Now, I know Jesus instructs us not to pray just for the show of it or to yammer on and on (Matthew 6:5-8) and I am not advocating that, but I certainly think I could be more conspicuous about my faith.  I’m always too afraid of offending or making people feel awkward.  But, our tour guide, who was a devout Buddhist, openly said he would pray for us and he asked that we pray for him.  I wasn’t offended when he said those things to me and I didn’t feel awkward.  I just said I would pray for him; and I did and I do.  I want to be more bold like him in sharing my faith.

Another thing I loved about Tibet is the ubiquitous yak.


The Tibetans rely so heavily on this animal for their daily life.  Yak meat is a staple in the Tibetan diet.  It tastes like a mix between beef and lamb.  I quite liked it.  We enjoyed yak burgers.

The milk of the yak is used to make butter…

and cheese

Yes, that’s cheese on a string and it is hard as a rock.  Seriously, when I first popped a chunk into my mouth I tried to bite down on it and nearly cracked my tooth.  Our guide told me that I needed to suck on it for awhile and it would get soft.  It did…eventually.  It had a sweetish flavor and it reminded me of parmesan cheese.

Yak butter is used in a popular Tibetan drink, butter tea.  The tea is creamy, but salty.  Webley describes the taste like a liquid pretzel.

Tibetans even use the yak’s dung to heat their homes during the cold winters.


I watched as shovelfuls of the stuff were dumped into this stove.  Surprisingly, it doesn’t stink and it certainly makes a warm fire!!  Nothing goes to waste in these parts!

Tibetans also make offerings of yak butter at the temples.

The scent of burning yak oil permeates the air inside the temples.  I enjoyed the smell of it, but Benjy and the kids weren’t so keen.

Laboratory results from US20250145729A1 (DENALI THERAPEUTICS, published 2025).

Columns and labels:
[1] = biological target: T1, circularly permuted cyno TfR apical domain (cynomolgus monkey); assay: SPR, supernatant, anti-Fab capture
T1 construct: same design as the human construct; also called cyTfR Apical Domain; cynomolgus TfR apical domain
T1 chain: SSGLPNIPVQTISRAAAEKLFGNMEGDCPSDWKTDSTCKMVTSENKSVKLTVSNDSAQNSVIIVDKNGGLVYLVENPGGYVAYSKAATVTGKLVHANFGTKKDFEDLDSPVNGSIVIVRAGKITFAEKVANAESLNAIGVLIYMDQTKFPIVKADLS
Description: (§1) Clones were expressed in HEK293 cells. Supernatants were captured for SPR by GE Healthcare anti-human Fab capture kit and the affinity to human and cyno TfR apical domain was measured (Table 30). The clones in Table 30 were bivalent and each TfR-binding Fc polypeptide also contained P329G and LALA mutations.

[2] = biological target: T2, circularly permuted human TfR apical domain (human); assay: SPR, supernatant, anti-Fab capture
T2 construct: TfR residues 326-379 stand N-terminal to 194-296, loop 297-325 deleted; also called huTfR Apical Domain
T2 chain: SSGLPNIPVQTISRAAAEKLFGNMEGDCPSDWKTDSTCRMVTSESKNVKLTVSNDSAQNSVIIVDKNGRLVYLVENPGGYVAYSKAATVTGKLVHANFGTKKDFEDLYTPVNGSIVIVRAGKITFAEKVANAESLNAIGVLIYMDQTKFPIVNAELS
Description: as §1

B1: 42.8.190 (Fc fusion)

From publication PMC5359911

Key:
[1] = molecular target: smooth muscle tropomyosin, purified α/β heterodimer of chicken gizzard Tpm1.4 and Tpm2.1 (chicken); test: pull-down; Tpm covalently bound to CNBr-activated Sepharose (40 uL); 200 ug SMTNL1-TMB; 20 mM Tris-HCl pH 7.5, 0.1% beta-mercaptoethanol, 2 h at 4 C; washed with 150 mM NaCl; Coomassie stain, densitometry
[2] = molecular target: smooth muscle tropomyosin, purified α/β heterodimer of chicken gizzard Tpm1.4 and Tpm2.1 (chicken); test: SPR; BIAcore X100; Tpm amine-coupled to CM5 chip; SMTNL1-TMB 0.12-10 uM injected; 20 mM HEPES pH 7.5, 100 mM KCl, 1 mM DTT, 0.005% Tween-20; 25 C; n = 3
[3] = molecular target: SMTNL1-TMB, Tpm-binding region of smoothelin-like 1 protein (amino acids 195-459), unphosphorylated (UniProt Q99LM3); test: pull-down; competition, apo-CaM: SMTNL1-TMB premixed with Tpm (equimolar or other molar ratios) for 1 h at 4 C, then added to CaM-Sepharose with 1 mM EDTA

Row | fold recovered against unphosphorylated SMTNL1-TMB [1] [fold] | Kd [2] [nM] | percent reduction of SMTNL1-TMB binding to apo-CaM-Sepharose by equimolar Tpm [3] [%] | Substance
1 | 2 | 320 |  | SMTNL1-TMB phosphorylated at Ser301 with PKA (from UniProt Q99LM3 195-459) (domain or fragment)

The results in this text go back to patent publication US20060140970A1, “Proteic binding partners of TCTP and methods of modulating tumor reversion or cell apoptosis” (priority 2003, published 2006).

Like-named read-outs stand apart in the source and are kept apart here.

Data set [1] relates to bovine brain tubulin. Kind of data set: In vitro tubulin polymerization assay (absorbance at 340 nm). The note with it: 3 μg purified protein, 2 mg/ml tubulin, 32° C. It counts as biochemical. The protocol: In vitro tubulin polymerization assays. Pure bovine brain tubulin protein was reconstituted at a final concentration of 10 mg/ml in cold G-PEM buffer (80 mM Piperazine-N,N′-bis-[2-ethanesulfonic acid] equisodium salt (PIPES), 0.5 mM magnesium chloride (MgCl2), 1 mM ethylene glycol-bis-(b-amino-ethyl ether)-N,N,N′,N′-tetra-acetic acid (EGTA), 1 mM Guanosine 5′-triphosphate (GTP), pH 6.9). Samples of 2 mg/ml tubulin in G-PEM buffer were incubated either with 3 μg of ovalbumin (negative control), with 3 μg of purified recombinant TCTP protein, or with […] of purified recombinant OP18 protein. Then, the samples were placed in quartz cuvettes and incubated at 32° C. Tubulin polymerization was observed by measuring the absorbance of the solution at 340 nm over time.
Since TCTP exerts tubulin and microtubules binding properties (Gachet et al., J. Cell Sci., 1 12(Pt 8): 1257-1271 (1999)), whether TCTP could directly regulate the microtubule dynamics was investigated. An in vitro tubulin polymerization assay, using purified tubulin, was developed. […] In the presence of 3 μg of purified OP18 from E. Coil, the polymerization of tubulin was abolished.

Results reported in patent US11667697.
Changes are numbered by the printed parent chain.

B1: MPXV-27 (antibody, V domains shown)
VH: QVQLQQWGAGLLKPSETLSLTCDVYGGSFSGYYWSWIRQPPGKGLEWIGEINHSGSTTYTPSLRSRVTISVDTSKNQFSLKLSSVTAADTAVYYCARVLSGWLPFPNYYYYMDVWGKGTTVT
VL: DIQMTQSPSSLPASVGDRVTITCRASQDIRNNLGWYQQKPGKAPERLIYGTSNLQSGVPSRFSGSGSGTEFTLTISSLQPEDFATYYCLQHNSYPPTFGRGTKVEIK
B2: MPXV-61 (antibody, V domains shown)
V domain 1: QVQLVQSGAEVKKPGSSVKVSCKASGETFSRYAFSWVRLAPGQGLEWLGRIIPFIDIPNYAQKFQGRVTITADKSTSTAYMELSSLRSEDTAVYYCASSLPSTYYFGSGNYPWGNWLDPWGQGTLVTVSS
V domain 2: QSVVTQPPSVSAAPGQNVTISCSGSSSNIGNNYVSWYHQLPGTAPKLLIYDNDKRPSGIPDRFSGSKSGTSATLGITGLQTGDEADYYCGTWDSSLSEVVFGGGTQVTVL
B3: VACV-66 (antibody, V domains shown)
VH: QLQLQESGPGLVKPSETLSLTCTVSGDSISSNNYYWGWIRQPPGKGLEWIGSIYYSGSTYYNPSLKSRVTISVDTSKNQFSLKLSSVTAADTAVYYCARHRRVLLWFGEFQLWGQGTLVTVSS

Isn’t this yak beautiful?

4 thoughts on “Seven Days in Tibet – My Favorite Things

  1. Good read! Do they have any vegetables up there? What do the yaks eat ? I hear they give pink milk? Is that true?
    It’s such a baron looking place. How high did y’all go? How’d you do with the high elevation?
    Hope this is not too many questions.
    Thanks for sharing.

    1. They do have vegetables, but not much. Most of what we saw in the markets I think were brought in from Mainland China. The people farm the land; we saw farmers tilling the soil with a wooden plow and horse. The ground looked rocky and I didn’t see any irrigation, so I’m not sure how much crop they actually produce. It’s a tough life for sure. As far as I saw, yak’s milk is white like cow’s milk. It is slightly gamey tasting, but I thought it was good. We spent most of our time at around 12-14,000 feet. We got as high as 17,500 ft. We took altitude medicine which helped tremendously (although it didn’t eliminate the headaches and shortness of breath). Otherwise, I think we would have been hurting pretty badly.

  2. This might be my favorite blog post yet! What a beautiful country, people and insight as you observed….

  3. Hey Tala and family, This trip is one of your most interesting due to the many different things you have come across and the physical stress on the body you tell us you must endure. I was wondering if Yaks are the size of water buffalo as Aida had in the Philippines? (They kind of look small as the other cow-like bovine animal which has a hard head of horn materiel along with short horns and encircles the young and their human friends to protect them; their belly hair/fur is used to make fine warm clothes; I forgot their name.) Thanks again for all the sharing; your kids are going to grow up to be super-duper travel agents !!!